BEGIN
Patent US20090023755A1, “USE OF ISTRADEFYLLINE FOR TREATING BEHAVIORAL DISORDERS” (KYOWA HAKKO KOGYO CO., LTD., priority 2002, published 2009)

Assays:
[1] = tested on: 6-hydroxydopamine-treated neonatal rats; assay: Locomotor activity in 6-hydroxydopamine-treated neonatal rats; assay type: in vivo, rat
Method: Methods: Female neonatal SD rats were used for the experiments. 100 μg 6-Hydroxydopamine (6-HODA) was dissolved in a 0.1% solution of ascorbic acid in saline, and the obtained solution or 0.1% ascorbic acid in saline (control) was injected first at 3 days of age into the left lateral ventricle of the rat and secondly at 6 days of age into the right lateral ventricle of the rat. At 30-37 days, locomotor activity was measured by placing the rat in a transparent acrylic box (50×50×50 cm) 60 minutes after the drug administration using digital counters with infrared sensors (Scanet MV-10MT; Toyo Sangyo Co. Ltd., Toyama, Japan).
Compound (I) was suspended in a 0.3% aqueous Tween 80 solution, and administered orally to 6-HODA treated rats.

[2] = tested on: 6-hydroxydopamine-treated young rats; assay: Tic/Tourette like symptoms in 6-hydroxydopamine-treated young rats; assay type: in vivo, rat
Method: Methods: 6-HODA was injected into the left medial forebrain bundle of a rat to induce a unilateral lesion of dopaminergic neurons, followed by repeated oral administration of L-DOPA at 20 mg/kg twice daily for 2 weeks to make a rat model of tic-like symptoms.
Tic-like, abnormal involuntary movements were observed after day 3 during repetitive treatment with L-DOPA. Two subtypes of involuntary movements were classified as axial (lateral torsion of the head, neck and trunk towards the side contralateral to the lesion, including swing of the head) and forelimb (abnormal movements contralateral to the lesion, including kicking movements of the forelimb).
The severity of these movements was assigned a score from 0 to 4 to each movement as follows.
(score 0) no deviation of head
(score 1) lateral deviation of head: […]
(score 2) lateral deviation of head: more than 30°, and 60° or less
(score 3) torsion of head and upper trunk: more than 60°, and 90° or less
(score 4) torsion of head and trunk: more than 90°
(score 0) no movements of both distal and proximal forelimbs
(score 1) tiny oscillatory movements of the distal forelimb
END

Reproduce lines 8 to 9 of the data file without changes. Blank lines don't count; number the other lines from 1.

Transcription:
Tic-like, abnormal involuntary movements were observed after day 3 during repetitive treatment with L-DOPA. Two subtypes of involuntary movements were classified as axial (lateral torsion of the head, neck and trunk towards the side contralateral to the lesion, including swing of the head) and forelimb (abnormal movements contralateral to the lesion, including kicking movements of the forelimb).
The severity of these movements was assigned a score from 0 to 4 to each movement as follows.